I loved the term Char Booth re-introduced to me: Gleaning (2011, p. 26). It sounds just right, especially to this farm girl, when Booth spins it to mean the gathering of new ideas and perspectives “through chance and diligence” and “an attitude of constant curiosity” (Booth, p. 26). It is a habit of mind — that constant, careful gathering — that seems especially suited to the state of nimble, avid awareness and experimentation that Booth advocates in her chapter on Teaching Technologies (p. 63-81).
To be successful at incorporating and inspiring the use of new ideas and technologies, I need to be a master gleaner. But, to be honest, I feel like a pretty unskilled laborer. Booth’s four pages of technologies that every gleaner should glean are more than a bit daunting (p. 66-69). Sometimes it is just the sheer volume and rush of the new and the “things we are afraid to try”, as Booth puts it, that can be overwhelming (p. 65).
I think the secret may lay in one more habit of mind…. a sort of Zen-like letting go of a lot of what is out there. Instead, by practicing Booth’s diligent and constant gathering, we should make the most of what captures our attention and avidly follow the winding, serendipitous path our discoveries take. It is not about the Every Thing, but instead about the choice Some Things that matter.
For the past month, I’ve been going blueberry picking every weekend. The blueberry farmer gave me the drill on my first visit: How to pick the perfect blueberry.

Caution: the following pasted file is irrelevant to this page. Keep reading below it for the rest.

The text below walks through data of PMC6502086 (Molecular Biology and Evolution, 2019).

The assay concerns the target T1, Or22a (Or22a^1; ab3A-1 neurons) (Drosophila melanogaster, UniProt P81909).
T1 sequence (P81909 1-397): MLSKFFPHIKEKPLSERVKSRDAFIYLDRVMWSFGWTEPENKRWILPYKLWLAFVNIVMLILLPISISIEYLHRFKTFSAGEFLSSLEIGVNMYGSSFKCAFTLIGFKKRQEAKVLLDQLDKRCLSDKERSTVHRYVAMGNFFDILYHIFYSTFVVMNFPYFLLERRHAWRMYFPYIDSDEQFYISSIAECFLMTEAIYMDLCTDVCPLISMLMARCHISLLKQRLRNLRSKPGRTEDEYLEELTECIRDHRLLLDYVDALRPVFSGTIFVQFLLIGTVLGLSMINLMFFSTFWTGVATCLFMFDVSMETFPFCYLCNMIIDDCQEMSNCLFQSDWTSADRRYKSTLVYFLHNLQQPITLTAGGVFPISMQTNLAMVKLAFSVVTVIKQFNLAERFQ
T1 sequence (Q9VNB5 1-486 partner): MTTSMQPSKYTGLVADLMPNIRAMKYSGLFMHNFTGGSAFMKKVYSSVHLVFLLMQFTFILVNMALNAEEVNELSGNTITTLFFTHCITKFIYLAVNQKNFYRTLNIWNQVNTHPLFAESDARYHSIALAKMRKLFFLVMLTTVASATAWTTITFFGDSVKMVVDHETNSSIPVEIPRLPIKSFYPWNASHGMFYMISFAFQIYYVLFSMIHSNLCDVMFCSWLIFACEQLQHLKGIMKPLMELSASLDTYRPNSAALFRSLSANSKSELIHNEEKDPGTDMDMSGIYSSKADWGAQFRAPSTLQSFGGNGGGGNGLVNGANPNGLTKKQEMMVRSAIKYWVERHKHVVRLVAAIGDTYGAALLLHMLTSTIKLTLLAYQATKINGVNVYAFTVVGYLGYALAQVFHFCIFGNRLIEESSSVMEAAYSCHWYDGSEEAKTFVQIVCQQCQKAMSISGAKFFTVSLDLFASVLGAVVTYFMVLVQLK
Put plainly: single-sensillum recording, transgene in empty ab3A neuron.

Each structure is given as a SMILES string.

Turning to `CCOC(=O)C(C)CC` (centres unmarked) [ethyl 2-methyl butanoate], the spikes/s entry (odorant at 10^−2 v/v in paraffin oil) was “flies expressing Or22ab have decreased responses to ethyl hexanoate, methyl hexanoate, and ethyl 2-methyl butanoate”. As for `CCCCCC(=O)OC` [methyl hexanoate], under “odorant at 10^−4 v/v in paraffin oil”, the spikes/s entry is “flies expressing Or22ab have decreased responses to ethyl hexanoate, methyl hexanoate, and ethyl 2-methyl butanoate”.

My brown bear technique of pawing big batches of blueberries off the branch was frowned upon. I was to pluck the choice ones, he instructed. Not too firm but not too soft. Not too big but not too small. I was supposed to be Goldilocks, but choosier! Go home with a pint, not a bushel.
He held out his palm to show sub-standard blueberries next to a single, hand-selected blueberry of pure perfection. To my eye, there was no telling the difference. It was not until I ate his perfect blueberry that I began to believe that choosy just might lead to choice.
So I took his advice and paid attention. I was still a bit of a mauling bear but I was careful. Selective. More discriminating.
This is the approach I need to cultivate in my professional life as well. Gleaning is good. Indiscriminate gleaning? Better than none. But discerning gleaning – now that’s the skill I want to develop. In LIBR 281, we’ll be spending some time developing our own Personal Learning Network. I’m thinking it will be Gleaning 101 for me, a chance to credit the ways I currently take in information and also cultivate multiple, varied new resources.
Are these the most perfect blueberries on the face of the earth?
I don’t know.
What I do know is this: They are the ones that I picked this week and they taste pretty damn good.
Next week, I’ll pick some more.
Booth, C. (2011). Reflective teaching, effective learning: Instructional literacy for library educators. Chicago, IL: American Library Association.